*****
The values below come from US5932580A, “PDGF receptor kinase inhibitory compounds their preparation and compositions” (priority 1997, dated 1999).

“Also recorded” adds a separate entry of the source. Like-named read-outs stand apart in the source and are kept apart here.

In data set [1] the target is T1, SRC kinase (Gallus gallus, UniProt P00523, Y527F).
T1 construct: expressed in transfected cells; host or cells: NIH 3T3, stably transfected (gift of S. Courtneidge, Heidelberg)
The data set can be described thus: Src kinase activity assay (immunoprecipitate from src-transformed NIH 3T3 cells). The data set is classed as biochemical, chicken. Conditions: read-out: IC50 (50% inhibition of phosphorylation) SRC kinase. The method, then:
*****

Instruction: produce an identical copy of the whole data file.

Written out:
The values below come from US5932580A, “PDGF receptor kinase inhibitory compounds their preparation and compositions” (priority 1997, dated 1999).

“Also recorded” adds a separate entry of the source. Like-named read-outs stand apart in the source and are kept apart here.

In data set [1] the target is T1, SRC kinase (Gallus gallus, UniProt P00523, Y527F).
T1 construct: expressed in transfected cells; host or cells: NIH 3T3, stably transfected (gift of S. Courtneidge, Heidelberg)
The data set can be described thus: Src kinase activity assay (immunoprecipitate from src-transformed NIH 3T3 cells). The data set is classed as biochemical, chicken. Conditions: read-out: IC50 (50% inhibition of phosphorylation) SRC kinase. The method, then: